2.Teaching and Learning
3.Research, Development and
Innovation
4.Human Resources
Development
5.Community Service and
Partnership
6.The Environment
71

MAJOR STRATEGIC ISSUES IN UNIVERSITY


OF IBADAN STRATEGIC PLAN (Contd.)

7. Staff and Student Welfare


8. Finance
9. Gender Mainstreaming
10. Programme Development
11. Internationalization
12. Quality Assurance

Friday, 25th September


2009

72

Handling of each Strategic


Issue
For each strategic issue, the following were
formulated:
i.Strategic goal
ii.Background
iii.Strategic Objectives
iv.Implementation Strategies

Sample Strategic Issue:


Finance

STRATEGIC GOAL:
To ensure an efficient, secure,
prompt, transparent, accountable
and sustainable financial
management system

Sample Strategic Issue:


Finance
BACKGROUND
An important strategy in maintaining high
standards of educational activities in UI is a
sustainable financial management system.
The volatility of the global oil market and
the rapid expansion of the higher education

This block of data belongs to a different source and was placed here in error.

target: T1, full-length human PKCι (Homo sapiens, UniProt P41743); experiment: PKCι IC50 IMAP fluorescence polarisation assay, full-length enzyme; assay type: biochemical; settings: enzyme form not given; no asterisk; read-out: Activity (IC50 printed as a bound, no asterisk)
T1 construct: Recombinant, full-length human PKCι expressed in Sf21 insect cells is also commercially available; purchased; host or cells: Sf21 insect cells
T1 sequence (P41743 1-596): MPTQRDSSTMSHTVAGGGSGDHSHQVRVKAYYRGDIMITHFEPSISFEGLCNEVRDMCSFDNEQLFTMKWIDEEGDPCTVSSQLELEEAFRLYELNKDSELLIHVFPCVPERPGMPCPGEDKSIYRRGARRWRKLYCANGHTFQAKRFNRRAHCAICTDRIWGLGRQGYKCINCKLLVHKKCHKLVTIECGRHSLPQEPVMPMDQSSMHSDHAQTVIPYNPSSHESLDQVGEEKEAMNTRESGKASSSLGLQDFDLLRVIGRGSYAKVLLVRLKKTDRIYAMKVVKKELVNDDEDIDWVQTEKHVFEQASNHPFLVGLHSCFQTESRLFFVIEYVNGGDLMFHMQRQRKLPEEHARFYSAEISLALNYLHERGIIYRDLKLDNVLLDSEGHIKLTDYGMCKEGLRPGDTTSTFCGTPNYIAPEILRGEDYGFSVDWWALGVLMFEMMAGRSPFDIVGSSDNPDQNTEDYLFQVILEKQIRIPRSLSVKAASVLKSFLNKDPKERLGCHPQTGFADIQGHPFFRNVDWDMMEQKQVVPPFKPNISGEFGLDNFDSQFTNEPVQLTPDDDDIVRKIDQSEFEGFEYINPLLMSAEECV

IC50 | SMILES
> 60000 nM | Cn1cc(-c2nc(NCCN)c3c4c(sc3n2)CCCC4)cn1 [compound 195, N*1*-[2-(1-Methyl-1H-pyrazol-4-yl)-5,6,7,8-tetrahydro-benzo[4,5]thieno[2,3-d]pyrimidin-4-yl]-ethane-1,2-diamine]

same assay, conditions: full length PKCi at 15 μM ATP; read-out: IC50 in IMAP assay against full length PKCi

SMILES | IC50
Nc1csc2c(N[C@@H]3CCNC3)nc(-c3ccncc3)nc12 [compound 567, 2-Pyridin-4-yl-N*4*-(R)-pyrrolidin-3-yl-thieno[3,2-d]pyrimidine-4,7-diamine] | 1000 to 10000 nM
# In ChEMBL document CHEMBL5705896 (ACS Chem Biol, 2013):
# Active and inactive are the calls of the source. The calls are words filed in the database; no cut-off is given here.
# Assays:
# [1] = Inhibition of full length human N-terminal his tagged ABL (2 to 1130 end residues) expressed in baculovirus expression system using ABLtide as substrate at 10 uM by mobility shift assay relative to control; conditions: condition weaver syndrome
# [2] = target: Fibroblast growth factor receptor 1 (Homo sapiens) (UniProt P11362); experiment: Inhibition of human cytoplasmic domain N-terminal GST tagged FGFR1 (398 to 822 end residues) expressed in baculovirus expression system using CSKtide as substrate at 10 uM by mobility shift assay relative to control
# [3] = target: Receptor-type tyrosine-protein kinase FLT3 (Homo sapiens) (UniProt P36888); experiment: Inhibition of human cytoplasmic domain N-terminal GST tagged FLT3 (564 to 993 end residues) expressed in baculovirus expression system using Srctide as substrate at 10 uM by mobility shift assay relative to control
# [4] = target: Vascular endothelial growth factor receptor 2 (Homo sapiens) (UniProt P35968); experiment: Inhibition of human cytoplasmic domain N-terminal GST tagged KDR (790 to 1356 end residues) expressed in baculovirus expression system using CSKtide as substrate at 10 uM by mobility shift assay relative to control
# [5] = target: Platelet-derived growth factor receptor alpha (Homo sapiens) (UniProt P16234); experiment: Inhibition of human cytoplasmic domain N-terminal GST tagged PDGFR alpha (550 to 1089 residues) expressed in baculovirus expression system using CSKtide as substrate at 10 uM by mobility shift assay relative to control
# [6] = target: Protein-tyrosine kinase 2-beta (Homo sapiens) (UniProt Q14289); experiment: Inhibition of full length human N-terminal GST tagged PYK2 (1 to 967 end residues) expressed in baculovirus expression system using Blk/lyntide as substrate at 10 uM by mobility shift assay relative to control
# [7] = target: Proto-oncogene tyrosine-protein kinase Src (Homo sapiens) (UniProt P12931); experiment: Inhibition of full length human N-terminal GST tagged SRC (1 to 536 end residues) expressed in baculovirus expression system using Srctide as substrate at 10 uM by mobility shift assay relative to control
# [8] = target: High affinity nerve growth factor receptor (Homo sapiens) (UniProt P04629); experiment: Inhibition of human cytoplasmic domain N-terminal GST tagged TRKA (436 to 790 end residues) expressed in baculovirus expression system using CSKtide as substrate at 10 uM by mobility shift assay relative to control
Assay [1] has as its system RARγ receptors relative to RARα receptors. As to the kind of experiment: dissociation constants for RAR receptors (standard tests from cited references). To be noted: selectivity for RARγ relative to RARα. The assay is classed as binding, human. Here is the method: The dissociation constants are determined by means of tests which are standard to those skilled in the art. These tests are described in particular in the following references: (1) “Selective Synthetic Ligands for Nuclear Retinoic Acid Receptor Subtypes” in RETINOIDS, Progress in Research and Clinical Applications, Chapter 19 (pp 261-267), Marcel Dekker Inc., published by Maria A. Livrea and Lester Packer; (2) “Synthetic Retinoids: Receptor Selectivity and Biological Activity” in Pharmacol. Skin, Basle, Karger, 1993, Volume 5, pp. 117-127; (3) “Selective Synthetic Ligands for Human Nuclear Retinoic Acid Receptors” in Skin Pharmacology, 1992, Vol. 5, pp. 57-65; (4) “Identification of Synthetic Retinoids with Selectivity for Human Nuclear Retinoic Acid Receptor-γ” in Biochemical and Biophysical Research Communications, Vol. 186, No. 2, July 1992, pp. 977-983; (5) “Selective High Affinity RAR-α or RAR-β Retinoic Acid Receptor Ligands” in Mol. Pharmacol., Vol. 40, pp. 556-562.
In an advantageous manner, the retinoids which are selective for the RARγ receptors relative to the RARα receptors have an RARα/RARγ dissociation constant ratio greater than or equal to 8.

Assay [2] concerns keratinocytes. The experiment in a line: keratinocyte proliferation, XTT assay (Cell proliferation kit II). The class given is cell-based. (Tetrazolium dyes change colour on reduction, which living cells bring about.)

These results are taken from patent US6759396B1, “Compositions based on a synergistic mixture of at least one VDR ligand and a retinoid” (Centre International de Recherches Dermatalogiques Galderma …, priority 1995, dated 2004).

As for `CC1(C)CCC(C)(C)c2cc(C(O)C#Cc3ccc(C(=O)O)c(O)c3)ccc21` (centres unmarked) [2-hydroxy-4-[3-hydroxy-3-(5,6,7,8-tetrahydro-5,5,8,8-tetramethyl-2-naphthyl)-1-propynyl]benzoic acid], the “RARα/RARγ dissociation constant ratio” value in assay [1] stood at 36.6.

sector in Nigeria make it unrealistic for UI
to continue to be over-dependent on the
federal government. It is, therefore,
imperative for the University to diversify its
financial base. Financial stability would be
further assured through a robust resource
planning and fiscal management strategy

Sample Strategic Issue:


STRATEGIC
OBJECTIVES
Finance

The Strategic Objectives of these goals are to:


1.Develop a mechanism to ensure that the
University has adequate resources to achieve its
vision, mission and objectives.
2.Improve efficiencies in management of
University finances strategically and prudently.
3.Develop and implement a risk management
and financial control framework for safeguarding
of assets and mitigation of risks.
4.Institute a mechanism for improved budgeting
for all activities of the University

Sample Strategic Issue:


IMPLEMENTATION
Finance STRATEGIES

The Implementation Strategies of these goals are:


Developing and implementing a long-term financial policy
that links financial resources to broad objectives and priorities
of UI Vision.